Smart strategy for searching will be adopted to uncover in-depth information about the research topic. Keywords and key concepts of the research topic will form as an anchor search input. Additionally, indexes of the reseachkey words, symbols such as $,#,*,”” will be added to combine separate variables into a single search. Also, the use of synonyms, paraphrasing research topic will also be abducted, Boolean search model will be used to enable effective scope of search: ( HIV OR “human immunodeficiency virus”, AND “screen*for HIV , “HIV screen”* AND barriers, “assessment”* OR “identification”* OR “understanding*” OR “symptom screening” OR “HIV screening assessment*” OR “Hindrance*” AND “barrier assessment*” OR “United Kingdom*” OR “UK*” AND “uptake*” OR “adults*”.”HIV screening,” “barriers to HIV testing,” “uptake of HIV testing,” “HIV testing in the UK,” and “adults and HIV testing.
3.2 Inclusion criteria
Resources will be assessed and included base on the two search strategy. The inclusion criteria for resources under the peer-review literatures will include resources that cover barriers in HIV testing and any relevant HIV testing results. Practical resources that are based on research demographic areas, HIV screening records and conditions will be assessed and included.
Year of publications
2017 or later
Prior 2017
Adults (25 years above)
Below 25 years ( Children & adolescents)
Medical setting
HIV testing
Non-HIV testing
UK concentrated
Outside UK
Type of data
Secondary data
Primary data
Table 1: Inclusion and Exclusion Criteria
As disclosed in the methodology above, PRISMA guideline to report the systematic reviews and meta-analysis of the study will be used to ensure the credibility of the study and reduce biasness. The study will follow the PRISMA guidelines identified below:
Resources identified by other sources.
Resources identified through
Resources after duplicates removed
Resources excluded
Resources screened by title and abstract
Full text resources excluded
Not high country
Text not available
Participant type
study type
Additional reasons
not adding value to study
absent of intervention
Not Rural background
Full text resources assessed for eligibility
Resources included for full analyses
Figure 1: PRISMA guideline
4.0 Critical Appraisal
Studies on HIV are very critical which require quality and critical appraisal approach to accurately validate and rely on results for generalization of results. Therefore, to critically appraise this study, the study will be quality assessed via Cochrane risk of bias, QUADAS-2, PEDroscale and Jadad scale will be employed to critically appraise the assessment of barriers to the uptake of HIV screening in the UK. The Joanna Briggs Institute (JBI 2020) checklist found in appendix I will be utilized, along with a meta-analysis of statistical evaluation and systematic review instrument, to filter relevant information and pinpoint the resources that are most relevant to the research subject. The results of the critical appraisal will be reported in the study, and any limitations of the data sources will be considered when interpreting the results. Also, the quasi-systematic will be adopted to rapidly update data more quickly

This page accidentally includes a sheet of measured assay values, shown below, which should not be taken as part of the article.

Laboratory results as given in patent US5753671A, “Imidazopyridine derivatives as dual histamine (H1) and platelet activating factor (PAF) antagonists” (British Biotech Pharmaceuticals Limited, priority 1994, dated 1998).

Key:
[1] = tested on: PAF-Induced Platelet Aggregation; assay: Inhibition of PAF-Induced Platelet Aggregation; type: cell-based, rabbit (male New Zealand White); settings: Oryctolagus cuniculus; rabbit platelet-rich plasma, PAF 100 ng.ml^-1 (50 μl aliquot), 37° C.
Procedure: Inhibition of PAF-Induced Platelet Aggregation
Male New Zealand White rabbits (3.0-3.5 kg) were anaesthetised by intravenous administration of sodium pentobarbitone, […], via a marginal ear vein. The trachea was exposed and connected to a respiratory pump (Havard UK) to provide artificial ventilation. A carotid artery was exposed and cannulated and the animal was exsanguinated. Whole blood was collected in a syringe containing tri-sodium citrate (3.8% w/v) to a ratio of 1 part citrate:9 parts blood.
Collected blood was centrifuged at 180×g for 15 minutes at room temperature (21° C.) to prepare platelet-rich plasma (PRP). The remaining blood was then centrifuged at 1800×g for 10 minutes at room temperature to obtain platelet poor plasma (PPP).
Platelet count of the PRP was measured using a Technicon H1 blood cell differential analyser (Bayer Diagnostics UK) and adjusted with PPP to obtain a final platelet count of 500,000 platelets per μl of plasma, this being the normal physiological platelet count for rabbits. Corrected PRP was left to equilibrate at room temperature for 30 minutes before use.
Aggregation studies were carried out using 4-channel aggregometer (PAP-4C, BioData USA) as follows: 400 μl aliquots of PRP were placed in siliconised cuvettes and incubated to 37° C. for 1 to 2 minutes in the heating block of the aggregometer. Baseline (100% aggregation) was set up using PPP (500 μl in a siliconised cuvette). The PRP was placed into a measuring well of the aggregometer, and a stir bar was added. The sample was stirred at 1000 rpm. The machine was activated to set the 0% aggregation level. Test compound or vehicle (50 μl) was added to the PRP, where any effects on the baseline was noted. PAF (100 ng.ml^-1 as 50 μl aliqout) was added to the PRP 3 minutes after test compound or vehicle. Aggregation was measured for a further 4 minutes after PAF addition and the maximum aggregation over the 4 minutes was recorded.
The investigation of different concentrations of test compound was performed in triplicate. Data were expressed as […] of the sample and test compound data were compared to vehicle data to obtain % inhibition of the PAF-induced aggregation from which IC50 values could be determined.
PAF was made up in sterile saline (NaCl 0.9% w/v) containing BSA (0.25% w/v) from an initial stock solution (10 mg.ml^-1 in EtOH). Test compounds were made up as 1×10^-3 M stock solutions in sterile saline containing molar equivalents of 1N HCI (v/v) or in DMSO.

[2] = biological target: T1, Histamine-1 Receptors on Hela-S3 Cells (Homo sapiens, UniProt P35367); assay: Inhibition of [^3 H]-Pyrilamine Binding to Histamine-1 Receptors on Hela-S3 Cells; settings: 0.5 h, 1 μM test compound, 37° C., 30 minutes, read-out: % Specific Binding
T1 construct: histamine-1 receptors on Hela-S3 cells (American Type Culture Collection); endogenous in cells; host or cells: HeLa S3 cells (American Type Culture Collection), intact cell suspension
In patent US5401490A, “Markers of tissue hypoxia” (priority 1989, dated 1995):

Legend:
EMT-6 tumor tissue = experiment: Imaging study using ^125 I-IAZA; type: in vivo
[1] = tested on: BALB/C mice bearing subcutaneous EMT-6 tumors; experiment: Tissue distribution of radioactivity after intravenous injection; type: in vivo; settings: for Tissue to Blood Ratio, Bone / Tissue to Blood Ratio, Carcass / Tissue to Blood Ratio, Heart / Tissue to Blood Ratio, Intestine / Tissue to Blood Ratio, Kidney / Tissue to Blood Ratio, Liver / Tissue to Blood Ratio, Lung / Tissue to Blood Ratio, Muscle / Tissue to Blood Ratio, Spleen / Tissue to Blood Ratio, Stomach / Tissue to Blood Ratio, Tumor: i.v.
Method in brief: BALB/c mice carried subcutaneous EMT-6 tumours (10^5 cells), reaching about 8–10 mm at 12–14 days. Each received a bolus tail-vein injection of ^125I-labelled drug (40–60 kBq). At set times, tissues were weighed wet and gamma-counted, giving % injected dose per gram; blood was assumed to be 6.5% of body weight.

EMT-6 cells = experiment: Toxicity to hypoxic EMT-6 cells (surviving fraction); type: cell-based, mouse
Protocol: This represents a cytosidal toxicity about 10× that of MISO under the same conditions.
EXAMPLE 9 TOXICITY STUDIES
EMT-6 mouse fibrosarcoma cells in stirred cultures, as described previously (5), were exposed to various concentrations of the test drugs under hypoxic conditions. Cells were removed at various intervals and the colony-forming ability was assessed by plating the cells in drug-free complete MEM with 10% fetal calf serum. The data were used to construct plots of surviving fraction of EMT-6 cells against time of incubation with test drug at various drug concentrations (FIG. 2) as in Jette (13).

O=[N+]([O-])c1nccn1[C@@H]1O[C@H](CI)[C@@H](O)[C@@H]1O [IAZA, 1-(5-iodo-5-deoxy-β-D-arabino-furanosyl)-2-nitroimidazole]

5.0 Analyses and Synthesis
Several studies identified depended on different theories approach analysis (Sasse, 2016). Based on the literature identified and the research objective to assess barriers to the uptake of HIV, a thematic, systematic literature- review and meta-analysis approach will be used to analyse and synthesise data on the study. This analysis will to provide a comprehensive overview and understanding of the barriers that hinders the uptake of HIV screening by adults.
6.0 Ethical Consideration
The nature and sensitivity of the research topic deem it necessary for the research to consider ethics. The study will be based on secondary data analysis hence, ethical approval will not be relevant however, ethical consideration is relevant in secondary data to ensuretransparency, and replicable. This study will re-identify, consider data confidentiality and the data and data will adhere to UK data service policies and guidance. The researcher will ensure accurate and transparency in the research process and outcome and ensuring the study will be used for the intended aim and nothing else.
7.0 Gantt Chart
A Gantt chart will be used to outline the timeline for the study, which will take approximately 9 months to complete. The timeline is as follows:
Month 1
Month 2
Month 3
Month 4
Month 5
Month 6
Month 7
Month 8
Month 9
Proposal phase
Approval of research topic
Literature search
Search strategy
Critical appraisal
Submitting and approval of proposal
Dissertation Phase
Screening of included abstract and titles
Screening of full articles
Screening of reference in full articles
PH1- Drafting of abstract and Introduction
Submission of PH1for approval
PH2- Drafting of methods and results
Submission of PH2for approval
PH3- analysing and discussing data, and conclusion
Submission of PH3 for approval
Submission of final draft and drafting of Appendix
NB: All submissions and approvals will be done before two weeks of the final date of submission.
Table 2: Gantt chart
8.0 Conclusion
This study will provide valuable insights into the barriers to the uptake of HIV screening among adults in the UK and identify effective strategies for increasing HIV testing. The results of this study will inform public health policies and programs aimed at increasing the uptake of HIV screening among adults in the UK.